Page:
“Scott’s boyhood friend (Nathan) in the orphanage was an eight-year old kid he’s always been an eight-year old kid. He ages one year for every 10 of everybody else. So, he’s a 50-year old guy in a 10-year old’s body and boy, is he pissed! That’s why he works with clones. It’s the only way he can deal with the adult world because he is not gonna be an adult for another 50 years, at the earliest! And that’s why he takes a long view of things because he’s going to be around for a 1000 years give or take a few at least!”

So he conceived Mister Sinister as a new villain for the X-Men, after feeling “tired of just going back to Magneto and the Brotherhood of Evil Mutants and the same old same old”, further recalling in an interview on Comixfan.com:

“Dave Cockrum and I were over ideas and what we were coming towards was a mysterious young boy – apparently an 11-year-old – at the orphanage where Scott (Cyclops) was raised, who turned out to be the secret master of the place.

Figure 09a_CXM41

In effect what we were setting up was a guy who was aging over a lifespan of roughly a thousand years. Even though he looked like an 11-year-old, he’d actually been alive since the mid-century at this point – he was actually about 50 […] He had all the grown up urges. He’s growing up in his mind but his body isn’t capable of handling it, which makes him quite cranky. And, of course, looking like an 11-year-old, who’d take him seriously in the criminal community? […] So he built himself an agent in a sense, which was Mister Sinister, that was, in effect, the rationale behind Sinister’s rather – for want of a better word – childish or kid-like appearance. The costume… the look… the face… it’s what would scare a child. Even when he was designed, he wasn’t what you’d expect in a guy like that.”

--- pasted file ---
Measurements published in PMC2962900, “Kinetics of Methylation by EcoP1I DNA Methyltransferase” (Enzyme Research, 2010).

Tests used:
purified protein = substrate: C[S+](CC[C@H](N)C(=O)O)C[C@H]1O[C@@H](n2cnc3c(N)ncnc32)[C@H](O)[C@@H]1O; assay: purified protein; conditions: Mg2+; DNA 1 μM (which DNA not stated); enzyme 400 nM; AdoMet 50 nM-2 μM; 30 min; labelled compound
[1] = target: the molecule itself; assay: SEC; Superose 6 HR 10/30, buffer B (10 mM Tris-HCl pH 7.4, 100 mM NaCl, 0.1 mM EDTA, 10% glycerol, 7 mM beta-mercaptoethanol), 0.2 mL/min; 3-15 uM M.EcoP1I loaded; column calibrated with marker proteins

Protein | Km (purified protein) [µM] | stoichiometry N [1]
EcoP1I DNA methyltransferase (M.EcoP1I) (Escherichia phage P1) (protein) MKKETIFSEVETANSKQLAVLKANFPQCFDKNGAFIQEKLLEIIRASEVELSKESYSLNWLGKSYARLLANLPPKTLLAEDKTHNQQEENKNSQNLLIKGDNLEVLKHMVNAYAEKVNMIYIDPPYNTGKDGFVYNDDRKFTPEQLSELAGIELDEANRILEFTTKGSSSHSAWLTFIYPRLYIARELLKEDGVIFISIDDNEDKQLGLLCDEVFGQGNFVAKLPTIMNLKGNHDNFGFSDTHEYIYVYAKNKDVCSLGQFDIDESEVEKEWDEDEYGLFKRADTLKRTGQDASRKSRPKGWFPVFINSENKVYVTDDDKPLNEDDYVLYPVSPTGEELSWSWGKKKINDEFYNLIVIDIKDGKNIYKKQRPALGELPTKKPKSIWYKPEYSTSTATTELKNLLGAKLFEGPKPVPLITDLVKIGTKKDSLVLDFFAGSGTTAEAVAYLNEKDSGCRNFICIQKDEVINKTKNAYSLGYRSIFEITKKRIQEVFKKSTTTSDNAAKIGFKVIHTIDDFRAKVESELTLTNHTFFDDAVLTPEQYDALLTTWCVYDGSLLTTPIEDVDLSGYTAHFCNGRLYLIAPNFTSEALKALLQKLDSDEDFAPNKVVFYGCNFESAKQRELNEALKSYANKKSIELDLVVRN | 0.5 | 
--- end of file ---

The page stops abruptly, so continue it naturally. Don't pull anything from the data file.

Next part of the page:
Figure 09b_CXM 041

While this addresses his origin for the child-like mutant (Nathan) who is obsessed with Scott, he is appropriately vague in the abovementioned Classic X-Men story with regard to Mister Sinister, such that nothing presented in those issues appeared to get contradicted too much by how later writers went on to develop him.

Or so it would seem at a cursory glance!

But I would posit that while these issues on first glance provide no scenes that directly suggest just what Claremont’s original intent for Mister Sinister was, when considered with scenes he had seeded outside of this particular story the hints have been RIGHT THERE… and yet none of us saw it, but how in the hell could we have MISSED it?

So now it’s just a matter of working out how, if Claremont had remained, his planned origin for Mister Sinister might have played out in-story?

Well we know from Claremont’s interviews young Nate had been secretly running the Nebraskan orphanage for years, and was responsible for Scott being transferred there…

Figure 10b_XFAC39

…after his parents were abducted by D’Ken (though why he let Alex be adopted out is a mystery to this day).

Figure 10a_CXM41

In the Comixfan.com interview above Claremont recalls that young Nate “built himself an agent… which was Mister Sinister” as a way to convince the criminal community to take him seriously…

Figure 11_XMF07

…since despite his being 50 years of age he knew they wouldn’t take orders from somebody in the body of an 11-year old.

With this in mind young Nate had to ensure his agent for interacting with criminals/ supervillains was someone that scared the willies out them.

So Mister Sinister’s presence had to be damn creepy, something perfectly achieved by the alabaster skin, jagged teeth and “Uncanny valley”/ “Frank-N-Furter” get-up!

As for an appropriate name, he chose one with the gravitas of Doctor Doom!

And a form that could physically intimidate even villains like Sabretooth.

Figure 12_UXM221_Mr. Sinister

But how!